I had only a short weekend in November to go on my trip. I was taking work off on a Friday, driving up from Los Angeles all day, and spending the night in San Simeon. I would surf most of Saturday, camp for the night, and then come home the next day. With such a short time frame, I wouldn’t be able to do much exploring, but I should be able to a get slight taste of Big Sur surfing.
Surfari Day 1: The Road Warrior
The day of my departure arrived, and after saying my goodbyes (and receiving a request to say “hola” to Mr. Whitey), I left home and headed north.
230 miles, five hours, and two Cliff Bars later, I was in San Simeon. What had once been stunted chaparral when I left L.A. had given way to rolling green hills and thick forests. In the distance, low clouds clung tentatively to the towering Santa Lucia Mountains, and the coalesced smell of pine trees and salt filled the air. I checked into my motel in the late afternoon. With a few hours of daylight left, I decided to head up to Big Sur for some surf reconnaissance.
I followed the snaking highway north, past endless rows of barbed wire and herds of meandering cattle. I paused momentarily at an elephant seal rookery to take in the sights (and the surprisingly nauseating smells), and I watched as overhead sets pounded coldly offshore, possibly hinting at what was waiting for me. I continued driving, past the abandoned Piedras Blancas Motel, where a dozen or so sheriffs—including one who bore an uncanny resemblance to Chief Wiggums—stood glaring at several trespassers.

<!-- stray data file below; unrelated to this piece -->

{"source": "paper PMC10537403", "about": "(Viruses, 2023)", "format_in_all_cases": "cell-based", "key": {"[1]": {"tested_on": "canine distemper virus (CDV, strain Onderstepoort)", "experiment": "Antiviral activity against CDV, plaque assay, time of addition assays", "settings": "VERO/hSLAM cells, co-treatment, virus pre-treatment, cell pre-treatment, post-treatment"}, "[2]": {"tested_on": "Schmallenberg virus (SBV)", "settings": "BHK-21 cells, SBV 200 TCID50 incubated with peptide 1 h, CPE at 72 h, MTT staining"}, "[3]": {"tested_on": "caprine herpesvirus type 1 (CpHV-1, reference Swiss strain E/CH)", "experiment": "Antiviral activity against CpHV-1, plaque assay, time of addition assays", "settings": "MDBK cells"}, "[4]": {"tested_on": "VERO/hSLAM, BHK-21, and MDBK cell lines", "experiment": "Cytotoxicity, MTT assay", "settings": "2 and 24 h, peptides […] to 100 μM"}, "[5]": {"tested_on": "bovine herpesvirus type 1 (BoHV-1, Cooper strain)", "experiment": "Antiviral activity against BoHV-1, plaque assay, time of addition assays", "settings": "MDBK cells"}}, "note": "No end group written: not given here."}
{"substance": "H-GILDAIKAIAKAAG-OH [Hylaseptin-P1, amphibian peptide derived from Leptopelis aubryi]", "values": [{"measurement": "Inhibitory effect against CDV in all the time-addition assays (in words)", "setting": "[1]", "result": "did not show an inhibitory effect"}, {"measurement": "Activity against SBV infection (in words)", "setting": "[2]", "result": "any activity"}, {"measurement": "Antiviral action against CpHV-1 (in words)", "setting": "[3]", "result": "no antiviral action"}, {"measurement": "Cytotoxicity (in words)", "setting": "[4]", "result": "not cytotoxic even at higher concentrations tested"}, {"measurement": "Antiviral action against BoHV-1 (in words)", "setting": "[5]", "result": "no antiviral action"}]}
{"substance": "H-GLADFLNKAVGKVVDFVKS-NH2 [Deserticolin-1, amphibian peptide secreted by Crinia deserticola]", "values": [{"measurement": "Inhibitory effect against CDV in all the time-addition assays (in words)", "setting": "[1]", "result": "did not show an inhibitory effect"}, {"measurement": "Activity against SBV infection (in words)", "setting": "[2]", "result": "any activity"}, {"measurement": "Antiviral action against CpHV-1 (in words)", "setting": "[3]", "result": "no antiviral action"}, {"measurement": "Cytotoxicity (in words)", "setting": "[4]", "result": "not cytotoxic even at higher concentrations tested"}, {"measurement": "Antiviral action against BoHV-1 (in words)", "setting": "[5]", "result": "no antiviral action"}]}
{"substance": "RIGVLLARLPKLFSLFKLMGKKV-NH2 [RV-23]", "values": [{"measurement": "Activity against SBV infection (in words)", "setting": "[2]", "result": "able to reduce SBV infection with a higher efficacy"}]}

As soon as I left San Luis Obispo County the avian sideshow and a rather sudden downpour welcomed me to Big Sur.
The road rose sharply, and clutched tightly to lofty cliff faces. Even from up high I could see powerful sets rolling in, crashing violently against lonely sea stacks, conjuring up thoughts of an albatross necklace, and then the unavoidable contemplation of whether or not piracy would be a good career move.